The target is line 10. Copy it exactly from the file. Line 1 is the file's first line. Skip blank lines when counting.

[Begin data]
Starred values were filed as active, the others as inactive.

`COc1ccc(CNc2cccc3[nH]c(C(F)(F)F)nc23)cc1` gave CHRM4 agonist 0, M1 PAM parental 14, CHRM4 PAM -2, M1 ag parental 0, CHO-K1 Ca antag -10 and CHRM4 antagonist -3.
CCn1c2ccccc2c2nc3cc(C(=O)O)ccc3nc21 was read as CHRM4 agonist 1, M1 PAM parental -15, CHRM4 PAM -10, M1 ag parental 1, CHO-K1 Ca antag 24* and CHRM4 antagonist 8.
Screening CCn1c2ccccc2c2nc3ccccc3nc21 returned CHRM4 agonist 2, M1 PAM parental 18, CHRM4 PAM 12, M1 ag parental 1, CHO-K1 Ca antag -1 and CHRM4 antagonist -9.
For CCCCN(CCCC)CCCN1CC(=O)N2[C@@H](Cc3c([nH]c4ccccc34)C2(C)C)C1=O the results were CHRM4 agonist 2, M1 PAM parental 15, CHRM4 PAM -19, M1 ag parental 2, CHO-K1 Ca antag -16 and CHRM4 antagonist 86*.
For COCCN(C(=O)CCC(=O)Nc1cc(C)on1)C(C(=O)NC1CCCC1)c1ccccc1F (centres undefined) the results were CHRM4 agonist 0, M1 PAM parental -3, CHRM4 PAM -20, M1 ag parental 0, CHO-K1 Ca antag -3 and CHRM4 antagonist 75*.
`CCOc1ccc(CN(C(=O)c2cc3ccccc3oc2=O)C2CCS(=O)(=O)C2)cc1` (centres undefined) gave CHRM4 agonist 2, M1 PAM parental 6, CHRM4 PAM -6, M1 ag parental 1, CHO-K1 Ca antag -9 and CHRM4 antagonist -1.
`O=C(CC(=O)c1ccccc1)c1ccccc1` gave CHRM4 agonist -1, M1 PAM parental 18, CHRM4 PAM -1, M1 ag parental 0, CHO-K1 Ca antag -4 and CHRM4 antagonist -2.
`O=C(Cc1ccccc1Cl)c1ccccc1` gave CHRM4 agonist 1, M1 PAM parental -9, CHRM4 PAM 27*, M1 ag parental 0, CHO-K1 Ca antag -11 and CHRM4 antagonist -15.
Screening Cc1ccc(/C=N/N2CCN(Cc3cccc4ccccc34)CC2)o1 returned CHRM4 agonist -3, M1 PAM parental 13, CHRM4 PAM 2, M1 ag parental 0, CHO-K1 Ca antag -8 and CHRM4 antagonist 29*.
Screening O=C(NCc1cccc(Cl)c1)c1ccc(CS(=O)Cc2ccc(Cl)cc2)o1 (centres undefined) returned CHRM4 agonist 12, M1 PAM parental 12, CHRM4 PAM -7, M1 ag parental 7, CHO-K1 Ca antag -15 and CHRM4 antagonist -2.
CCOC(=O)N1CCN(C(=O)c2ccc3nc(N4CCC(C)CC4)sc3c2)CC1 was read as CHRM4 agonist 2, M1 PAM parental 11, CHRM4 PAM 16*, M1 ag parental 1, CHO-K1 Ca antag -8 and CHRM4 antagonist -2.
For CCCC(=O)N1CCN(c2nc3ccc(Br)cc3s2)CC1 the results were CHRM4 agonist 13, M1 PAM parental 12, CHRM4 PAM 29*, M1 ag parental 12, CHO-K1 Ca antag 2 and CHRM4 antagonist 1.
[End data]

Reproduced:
Screening Cc1ccc(/C=N/N2CCN(Cc3cccc4ccccc34)CC2)o1 returned CHRM4 agonist -3, M1 PAM parental 13, CHRM4 PAM 2, M1 ag parental 0, CHO-K1 Ca antag -8 and CHRM4 antagonist 29*.